Re-integration of All Things
We can only look briefly at the second of these "twin letters" - the Letter to the Colossians. What is the great word, or statement, in that letter? It is this: "It was the good pleasure of the Father that in Him should all the fullness dwell" (1:19); "and in Him ye are made full" (2:10). What has happened?
First of all, at the beginning of the creation, the great Potter created, molded, fashioned, shaped, so to speak a beautiful vessel. And as He stood back and looked at it, He said: 'It is very good.' And He filled that vessel with His fullness - what a fullness He filled into the vessel of this creation! How full is the vessel of this creation, even now in its present condition - how full of the beauty and glory of God! But at the beginning it was filled with unsullied beauty and glory. And then, a great enemy came in and struck a blow at that vessel and shattered it to pieces: all that Divine, spiritual fullness leaked away - it has gone; and in its place you find, by comparison with what once was, only desolation and emptiness.
Now the Great Potter comes back, to 'make it again another vessel' as it pleases Him to make it (Jeremiah 18:4). Here is the vessel - the Church. This is the vessel of the Lord: a beautiful vessel, "a glorious church, not having spot or wrinkle or any such thing" (Ephesians 5:27). As He looks at it according to His own thought and His own ideal, pondering all that He intends and all that He will realize through it, He says - 'A glorious Church! It is very good.' And in this Letter to the Colossians we see the re-made vessel now filled again with all the fullness. The vessel is mended; all the fragments are gathered together; you cannot trace the cracks and the joins; this Church as He has it here is once again a beautiful whole; and now He fills it again with all His fullness. "That ye may be filled unto all the fullness of God" (Ephesians 3:19), is the prayer of the Apostle. "In Him dwelleth all the fullness ... and in Him ye are made full" (Colossians 2:9, 10). That is how it is to be.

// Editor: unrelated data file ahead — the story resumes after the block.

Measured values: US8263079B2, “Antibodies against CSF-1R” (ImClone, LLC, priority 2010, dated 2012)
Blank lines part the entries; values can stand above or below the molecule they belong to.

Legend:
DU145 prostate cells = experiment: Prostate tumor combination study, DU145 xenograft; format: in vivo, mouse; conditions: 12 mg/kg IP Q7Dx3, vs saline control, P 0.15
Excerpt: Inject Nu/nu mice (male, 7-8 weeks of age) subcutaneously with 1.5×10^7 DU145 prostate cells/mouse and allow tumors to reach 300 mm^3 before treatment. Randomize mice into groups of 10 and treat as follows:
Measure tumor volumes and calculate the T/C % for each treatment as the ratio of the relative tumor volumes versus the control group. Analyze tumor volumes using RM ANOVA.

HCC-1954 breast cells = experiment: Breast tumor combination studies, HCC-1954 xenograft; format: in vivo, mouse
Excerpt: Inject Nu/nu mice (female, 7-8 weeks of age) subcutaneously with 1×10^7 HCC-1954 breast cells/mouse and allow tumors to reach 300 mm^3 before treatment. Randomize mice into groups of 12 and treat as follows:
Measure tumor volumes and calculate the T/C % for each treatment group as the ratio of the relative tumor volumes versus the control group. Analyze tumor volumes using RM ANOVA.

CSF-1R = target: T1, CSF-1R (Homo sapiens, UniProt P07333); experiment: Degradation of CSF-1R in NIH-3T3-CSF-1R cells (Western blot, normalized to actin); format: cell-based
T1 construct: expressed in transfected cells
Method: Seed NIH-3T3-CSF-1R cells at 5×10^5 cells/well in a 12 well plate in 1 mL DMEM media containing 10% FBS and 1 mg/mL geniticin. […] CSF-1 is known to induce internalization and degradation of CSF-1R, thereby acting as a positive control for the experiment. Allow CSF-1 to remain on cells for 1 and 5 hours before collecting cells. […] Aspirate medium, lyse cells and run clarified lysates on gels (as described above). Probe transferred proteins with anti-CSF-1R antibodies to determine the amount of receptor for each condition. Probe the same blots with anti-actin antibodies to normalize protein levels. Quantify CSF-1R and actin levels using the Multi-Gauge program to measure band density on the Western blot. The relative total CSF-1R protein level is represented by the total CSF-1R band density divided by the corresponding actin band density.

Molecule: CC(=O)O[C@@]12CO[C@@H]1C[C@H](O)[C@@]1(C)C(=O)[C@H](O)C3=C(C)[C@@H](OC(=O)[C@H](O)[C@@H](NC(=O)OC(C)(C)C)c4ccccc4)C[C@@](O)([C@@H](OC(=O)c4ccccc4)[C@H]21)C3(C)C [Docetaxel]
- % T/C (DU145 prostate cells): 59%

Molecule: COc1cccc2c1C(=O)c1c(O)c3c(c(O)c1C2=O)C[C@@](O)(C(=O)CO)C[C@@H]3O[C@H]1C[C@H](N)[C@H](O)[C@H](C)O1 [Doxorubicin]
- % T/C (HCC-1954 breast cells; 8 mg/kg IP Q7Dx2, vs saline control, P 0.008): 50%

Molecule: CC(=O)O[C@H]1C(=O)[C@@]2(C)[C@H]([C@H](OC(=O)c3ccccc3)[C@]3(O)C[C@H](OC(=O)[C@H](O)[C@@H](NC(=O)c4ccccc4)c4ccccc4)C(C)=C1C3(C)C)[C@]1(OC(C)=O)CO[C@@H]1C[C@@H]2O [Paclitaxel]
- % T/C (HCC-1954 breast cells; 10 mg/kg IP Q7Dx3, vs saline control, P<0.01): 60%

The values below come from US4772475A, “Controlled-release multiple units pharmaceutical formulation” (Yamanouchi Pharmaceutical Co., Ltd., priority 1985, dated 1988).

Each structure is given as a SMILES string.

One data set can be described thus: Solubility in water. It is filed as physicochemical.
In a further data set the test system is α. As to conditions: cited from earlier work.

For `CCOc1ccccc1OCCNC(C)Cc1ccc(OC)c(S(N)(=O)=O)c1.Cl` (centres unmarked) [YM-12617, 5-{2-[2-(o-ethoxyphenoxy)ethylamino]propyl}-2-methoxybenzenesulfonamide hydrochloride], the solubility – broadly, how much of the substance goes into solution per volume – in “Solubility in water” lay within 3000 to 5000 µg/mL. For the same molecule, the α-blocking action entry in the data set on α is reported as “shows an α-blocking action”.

One thing that must be underlined is this: that, while this is a process which God is seeking to work out, an end to which He is laboring, we must remember that the achievement of this great and glorious thing - this 'gathering together' again of all things in Christ, this filling of that 'gathered together' vessel with all His fullness - requires, and must have, a continuous work of the Cross. That is the challenge of all that we have been seeing in the foregoing pages: the challenge of the Cross in everything, in relation to the great purpose of God. This re-integration, if the Lord is allowed to have His way, will be effected by means of the Cross. If there is anything contrary to integration, to oneness, it will always be traceable to something which has withstood, or is withstanding, the work the the Cross. That applies in our own lives, and it applies in our assemblies, our fellowships, our companies. If there is something that still represents disintegration, dividedness, schism; if things are broken, are not one entity, not one whole, it can be traced to a failure to allow the Cross to do its work in some direction or other. That is the inclusive, and the only, explanation. If the Cross really does its work, this integration will spontaneously result.
The way of unity is not the way of patching things up from the outside - the way of unity is the work of the Cross in the life. When the Church really allows the Cross to get to work in its very constitution, the problem of division is solved. And if there is spiritual poverty, if there is scarcity, if there is limitation in our spiritual resources, and we are not knowing this fullness, it is for the same reason. If the Cross works, you find that the measure increases, quite spontaneously: it always does so, when you get things out of the way that are contrary to Christ.
And so we finish where we began. "To whom is the arm of the Lord revealed?" If we have any interest in, or concern for, knowing God with us and for us in power, in support, in protection, in deliverance, in succor, this is the way. The answer to that question in Isaiah 53 is found in that same chapter: it is revealed to this One Who goes to the Cross, Who suffers the Cross; to the One Who lets go all in the Cross; Who goes down into shame and dishonor in the Cross; Who loses all His own in the Cross: to Him the arm of the Lord is revealed. And it is revealed to all those who go that way with Him. History is the great proof of it. Throughout history, God's arm has been and ever will be, bared for His Son, and for all those who are with His Son as crucified men and women - crucified churches - a crucified Church.
There is a passage of which we are all very fond: "The eyes of the Lord run to and fro throughout the whole earth, to show Himself strong in the behalf of them whose heart is perfect toward Him" (2 Chronicles 16:9). The Cross is the instrument for testing whether our hearts are perfect toward the Lord, or whether we have personal interests, or worldly interests, or divided interests in any way. That word "perfect" means "complete" or "whole:" the Lord will show Himself mighty on behalf of him whose heart is complete toward Him. And where could we find a greater embodiment of one whose heart was completely, wholly for God, than in the Lord Jesus on that Cross?!
(following: "The Great Transition From One Humanity To Another)